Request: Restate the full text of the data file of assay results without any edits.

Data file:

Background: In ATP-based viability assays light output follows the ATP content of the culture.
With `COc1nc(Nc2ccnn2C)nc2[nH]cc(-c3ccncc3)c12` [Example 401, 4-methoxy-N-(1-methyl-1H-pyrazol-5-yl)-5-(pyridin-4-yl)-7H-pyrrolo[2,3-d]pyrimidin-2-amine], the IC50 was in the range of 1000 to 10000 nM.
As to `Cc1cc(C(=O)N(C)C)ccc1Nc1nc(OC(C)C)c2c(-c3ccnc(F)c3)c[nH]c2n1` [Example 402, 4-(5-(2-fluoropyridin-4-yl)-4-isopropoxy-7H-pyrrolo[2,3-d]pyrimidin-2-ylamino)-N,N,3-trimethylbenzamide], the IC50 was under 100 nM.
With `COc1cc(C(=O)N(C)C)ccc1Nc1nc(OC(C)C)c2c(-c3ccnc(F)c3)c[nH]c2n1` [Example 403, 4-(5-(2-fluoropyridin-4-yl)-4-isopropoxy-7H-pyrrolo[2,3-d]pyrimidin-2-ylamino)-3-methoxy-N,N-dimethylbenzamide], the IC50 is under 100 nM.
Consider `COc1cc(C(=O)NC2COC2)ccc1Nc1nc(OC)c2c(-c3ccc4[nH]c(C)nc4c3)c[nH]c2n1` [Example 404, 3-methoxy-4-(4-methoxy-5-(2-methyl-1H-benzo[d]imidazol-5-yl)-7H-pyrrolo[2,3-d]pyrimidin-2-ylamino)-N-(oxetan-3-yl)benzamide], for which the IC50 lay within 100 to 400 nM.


Background: In ATP-based viability assays light output follows the ATP content of the culture.
With `COc1nc(Nc2ccnn2C)nc2[nH]cc(-c3ccncc3)c12` [Example 401, 4-methoxy-N-(1-methyl-1H-pyrazol-5-yl)-5-(pyridin-4-yl)-7H-pyrrolo[2,3-d]pyrimidin-2-amine], the IC50 was in the range of 1000 to 10000 nM.
As to `Cc1cc(C(=O)N(C)C)ccc1Nc1nc(OC(C)C)c2c(-c3ccnc(F)c3)c[nH]c2n1` [Example 402, 4-(5-(2-fluoropyridin-4-yl)-4-isopropoxy-7H-pyrrolo[2,3-d]pyrimidin-2-ylamino)-N,N,3-trimethylbenzamide], the IC50 was under 100 nM.
With `COc1cc(C(=O)N(C)C)ccc1Nc1nc(OC(C)C)c2c(-c3ccnc(F)c3)c[nH]c2n1` [Example 403, 4-(5-(2-fluoropyridin-4-yl)-4-isopropoxy-7H-pyrrolo[2,3-d]pyrimidin-2-ylamino)-3-methoxy-N,N-dimethylbenzamide], the IC50 is under 100 nM.
Consider `COc1cc(C(=O)NC2COC2)ccc1Nc1nc(OC)c2c(-c3ccc4[nH]c(C)nc4c3)c[nH]c2n1` [Example 404, 3-methoxy-4-(4-methoxy-5-(2-methyl-1H-benzo[d]imidazol-5-yl)-7H-pyrrolo[2,3-d]pyrimidin-2-ylamino)-N-(oxetan-3-yl)benzamide], for which the IC50 lay within 100 to 400 nM.